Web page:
A neck-through early 80's Japanese Yamaha PJ (note the reverse P pickup) in for a neck strip and refinished with Tung oil. There is some nice birdseye figure in this neck that didn't really show until I stripped the thick poly and started to apply the oil. During the setup I found many uneven frets so a level, crown and polish was required to get the action super low for this player. With older guitars, often the screws are an odd assortment of non-originals. This was missing a few pickup screws that needed to be replaced with the proper metric ones. The bridge pickup even had a coarse wood screw holding it in place. Thankfully the pickup threads were not damaged (somehow) and cleanly accepted a new screw. The side-mounted output jack plate also fell victim to the random screw swapping so I replaced them all with a matching quartet.
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Loose Neck Joint & Bridge Fit :: 1960's Aria Barney Kessel [5.7 lbs]
The bridge foot needed to be refit along with a loose neck block re-glued to the top. The neck pickup was also freaking out, causing feedback and out-of-phase output issues. I found that the metal cover was split and there was a small section that was vibrating and inducing signal into the pickup. To fix this I ended up lightly hot gluing the broken cover to keep it in place. A bone new nut finished off the setup.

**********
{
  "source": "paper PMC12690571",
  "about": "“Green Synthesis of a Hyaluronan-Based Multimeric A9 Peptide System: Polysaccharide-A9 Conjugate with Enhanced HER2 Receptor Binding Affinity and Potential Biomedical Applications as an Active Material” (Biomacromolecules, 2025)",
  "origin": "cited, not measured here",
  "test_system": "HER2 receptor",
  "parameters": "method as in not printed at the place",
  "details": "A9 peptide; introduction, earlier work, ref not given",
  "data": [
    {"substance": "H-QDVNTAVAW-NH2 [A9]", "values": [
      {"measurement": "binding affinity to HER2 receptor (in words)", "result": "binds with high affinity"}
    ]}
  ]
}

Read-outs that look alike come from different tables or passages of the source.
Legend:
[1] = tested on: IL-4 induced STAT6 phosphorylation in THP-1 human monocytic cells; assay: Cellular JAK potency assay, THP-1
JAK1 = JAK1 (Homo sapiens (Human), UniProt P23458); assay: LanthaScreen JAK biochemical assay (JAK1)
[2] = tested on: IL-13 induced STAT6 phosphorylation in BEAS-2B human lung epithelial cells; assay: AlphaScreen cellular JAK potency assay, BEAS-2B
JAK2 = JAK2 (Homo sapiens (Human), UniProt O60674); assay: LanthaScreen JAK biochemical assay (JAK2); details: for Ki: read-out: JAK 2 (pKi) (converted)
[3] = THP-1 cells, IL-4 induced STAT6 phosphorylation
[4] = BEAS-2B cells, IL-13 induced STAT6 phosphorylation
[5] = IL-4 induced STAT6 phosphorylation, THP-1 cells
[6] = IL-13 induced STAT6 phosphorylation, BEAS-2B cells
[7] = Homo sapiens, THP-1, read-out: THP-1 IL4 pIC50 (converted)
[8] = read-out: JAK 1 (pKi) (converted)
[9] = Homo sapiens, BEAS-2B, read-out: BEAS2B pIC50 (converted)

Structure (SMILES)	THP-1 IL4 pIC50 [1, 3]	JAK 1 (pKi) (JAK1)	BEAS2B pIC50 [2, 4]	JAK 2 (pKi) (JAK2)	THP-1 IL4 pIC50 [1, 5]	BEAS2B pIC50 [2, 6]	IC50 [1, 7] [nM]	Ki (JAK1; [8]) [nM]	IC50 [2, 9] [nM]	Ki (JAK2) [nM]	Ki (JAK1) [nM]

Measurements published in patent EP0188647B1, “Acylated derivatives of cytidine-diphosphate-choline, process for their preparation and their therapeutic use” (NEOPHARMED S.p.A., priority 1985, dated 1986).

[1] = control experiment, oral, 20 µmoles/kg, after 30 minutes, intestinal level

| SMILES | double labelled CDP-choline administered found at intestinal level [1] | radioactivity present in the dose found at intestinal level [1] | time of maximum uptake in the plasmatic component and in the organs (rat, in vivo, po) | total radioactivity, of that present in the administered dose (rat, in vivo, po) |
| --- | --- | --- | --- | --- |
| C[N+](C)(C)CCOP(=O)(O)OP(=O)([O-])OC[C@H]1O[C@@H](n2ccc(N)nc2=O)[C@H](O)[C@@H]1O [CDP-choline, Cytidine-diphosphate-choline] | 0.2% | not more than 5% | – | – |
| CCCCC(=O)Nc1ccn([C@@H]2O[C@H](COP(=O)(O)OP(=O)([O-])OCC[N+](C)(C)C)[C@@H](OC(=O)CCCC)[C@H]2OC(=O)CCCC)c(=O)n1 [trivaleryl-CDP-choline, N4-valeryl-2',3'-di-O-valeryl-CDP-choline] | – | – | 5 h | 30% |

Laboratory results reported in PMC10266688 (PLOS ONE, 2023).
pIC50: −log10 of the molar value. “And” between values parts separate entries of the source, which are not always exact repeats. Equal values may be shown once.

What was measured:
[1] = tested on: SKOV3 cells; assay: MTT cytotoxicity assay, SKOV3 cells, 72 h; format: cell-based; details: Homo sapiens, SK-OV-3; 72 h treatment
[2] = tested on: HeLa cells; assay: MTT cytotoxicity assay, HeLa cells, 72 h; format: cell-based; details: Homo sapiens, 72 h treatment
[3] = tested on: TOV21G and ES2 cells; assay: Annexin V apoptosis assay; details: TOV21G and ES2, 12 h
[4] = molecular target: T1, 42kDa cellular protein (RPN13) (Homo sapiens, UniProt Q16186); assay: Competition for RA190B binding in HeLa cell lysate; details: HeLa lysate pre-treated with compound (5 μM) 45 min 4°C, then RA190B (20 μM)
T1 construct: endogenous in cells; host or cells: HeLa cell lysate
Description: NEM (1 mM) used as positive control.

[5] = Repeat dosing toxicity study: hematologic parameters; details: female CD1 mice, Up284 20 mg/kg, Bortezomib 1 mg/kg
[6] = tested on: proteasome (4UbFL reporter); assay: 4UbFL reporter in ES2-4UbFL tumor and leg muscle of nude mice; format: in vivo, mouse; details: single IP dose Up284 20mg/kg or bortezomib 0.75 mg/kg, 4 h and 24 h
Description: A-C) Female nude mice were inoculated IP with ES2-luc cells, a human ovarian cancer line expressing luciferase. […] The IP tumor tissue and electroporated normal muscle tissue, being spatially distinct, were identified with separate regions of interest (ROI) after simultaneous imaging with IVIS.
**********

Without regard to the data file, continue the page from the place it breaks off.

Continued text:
Loose Neck Block :: 1960's Aria Barney Kessel
The top is separated from the neck block and not providing much strength for the bolt on neck joint. Here I'm clamping the neck back to realign the top while gluing and clamping the loose area. The neck block had slipped so much that there was a significant stack of shims in the neck pocket to account for the fallen neck angle.
The bridge is also being refit on this hollowbody.
Bad Bridge Fit :: 1960's Aria Barney Kessel
The floating archtop bridge foot has what I'm guessing is green felt soaked with superglue. Though the bridge foot is fairly thin, I'll try to burn through most of this nastiness while improving the fit with the top.